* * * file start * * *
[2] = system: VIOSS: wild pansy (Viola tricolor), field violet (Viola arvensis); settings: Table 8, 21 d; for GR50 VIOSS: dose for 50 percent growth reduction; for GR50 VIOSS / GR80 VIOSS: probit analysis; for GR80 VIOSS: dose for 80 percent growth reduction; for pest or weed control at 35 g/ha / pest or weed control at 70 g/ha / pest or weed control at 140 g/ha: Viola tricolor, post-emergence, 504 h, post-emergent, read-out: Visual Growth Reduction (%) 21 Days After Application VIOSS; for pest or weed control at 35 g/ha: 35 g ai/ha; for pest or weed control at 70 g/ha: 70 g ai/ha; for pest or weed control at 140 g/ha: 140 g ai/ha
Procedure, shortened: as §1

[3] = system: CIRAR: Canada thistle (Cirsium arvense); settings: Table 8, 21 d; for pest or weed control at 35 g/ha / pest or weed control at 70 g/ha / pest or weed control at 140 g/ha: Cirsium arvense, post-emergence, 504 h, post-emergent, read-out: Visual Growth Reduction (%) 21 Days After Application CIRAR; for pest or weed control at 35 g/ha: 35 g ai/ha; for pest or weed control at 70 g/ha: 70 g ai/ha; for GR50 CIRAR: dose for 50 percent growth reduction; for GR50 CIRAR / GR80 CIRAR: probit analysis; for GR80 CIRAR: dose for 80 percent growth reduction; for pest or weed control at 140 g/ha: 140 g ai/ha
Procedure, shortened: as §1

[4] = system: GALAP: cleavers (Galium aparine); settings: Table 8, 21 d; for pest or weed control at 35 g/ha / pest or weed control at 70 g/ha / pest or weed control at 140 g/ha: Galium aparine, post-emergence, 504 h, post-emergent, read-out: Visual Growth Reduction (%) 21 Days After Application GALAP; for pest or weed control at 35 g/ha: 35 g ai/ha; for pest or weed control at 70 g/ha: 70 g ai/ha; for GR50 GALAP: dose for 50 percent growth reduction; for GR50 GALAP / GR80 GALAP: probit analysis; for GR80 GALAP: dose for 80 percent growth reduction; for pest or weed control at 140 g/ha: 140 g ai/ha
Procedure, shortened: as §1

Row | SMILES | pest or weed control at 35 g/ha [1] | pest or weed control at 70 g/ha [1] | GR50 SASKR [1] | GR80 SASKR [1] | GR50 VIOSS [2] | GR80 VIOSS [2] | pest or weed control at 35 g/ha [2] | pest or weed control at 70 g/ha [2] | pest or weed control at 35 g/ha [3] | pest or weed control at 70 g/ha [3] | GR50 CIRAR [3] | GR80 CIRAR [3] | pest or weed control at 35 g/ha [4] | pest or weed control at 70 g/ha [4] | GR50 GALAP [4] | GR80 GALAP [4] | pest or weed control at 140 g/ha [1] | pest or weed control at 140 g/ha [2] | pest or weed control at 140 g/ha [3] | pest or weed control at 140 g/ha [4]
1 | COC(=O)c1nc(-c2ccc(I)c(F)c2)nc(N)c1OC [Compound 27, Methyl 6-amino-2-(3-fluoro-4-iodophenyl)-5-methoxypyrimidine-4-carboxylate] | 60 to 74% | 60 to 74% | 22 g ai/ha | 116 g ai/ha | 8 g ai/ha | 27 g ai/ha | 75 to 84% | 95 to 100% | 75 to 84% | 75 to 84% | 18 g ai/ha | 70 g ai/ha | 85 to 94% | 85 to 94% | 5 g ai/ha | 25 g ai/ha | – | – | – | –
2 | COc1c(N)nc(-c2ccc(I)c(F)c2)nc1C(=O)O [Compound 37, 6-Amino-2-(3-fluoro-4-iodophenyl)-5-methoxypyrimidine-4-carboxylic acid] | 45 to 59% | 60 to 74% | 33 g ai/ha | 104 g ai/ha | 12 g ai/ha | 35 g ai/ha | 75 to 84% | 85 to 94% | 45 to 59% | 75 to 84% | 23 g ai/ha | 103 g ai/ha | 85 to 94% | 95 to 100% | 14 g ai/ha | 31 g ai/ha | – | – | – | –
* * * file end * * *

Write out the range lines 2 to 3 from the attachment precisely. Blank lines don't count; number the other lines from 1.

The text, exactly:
Procedure, shortened: as §1

[3] = system: CIRAR: Canada thistle (Cirsium arvense); settings: Table 8, 21 d; for pest or weed control at 35 g/ha / pest or weed control at 70 g/ha / pest or weed control at 140 g/ha: Cirsium arvense, post-emergence, 504 h, post-emergent, read-out: Visual Growth Reduction (%) 21 Days After Application CIRAR; for pest or weed control at 35 g/ha: 35 g ai/ha; for pest or weed control at 70 g/ha: 70 g ai/ha; for GR50 CIRAR: dose for 50 percent growth reduction; for GR50 CIRAR / GR80 CIRAR: probit analysis; for GR80 CIRAR: dose for 80 percent growth reduction; for pest or weed control at 140 g/ha: 140 g ai/ha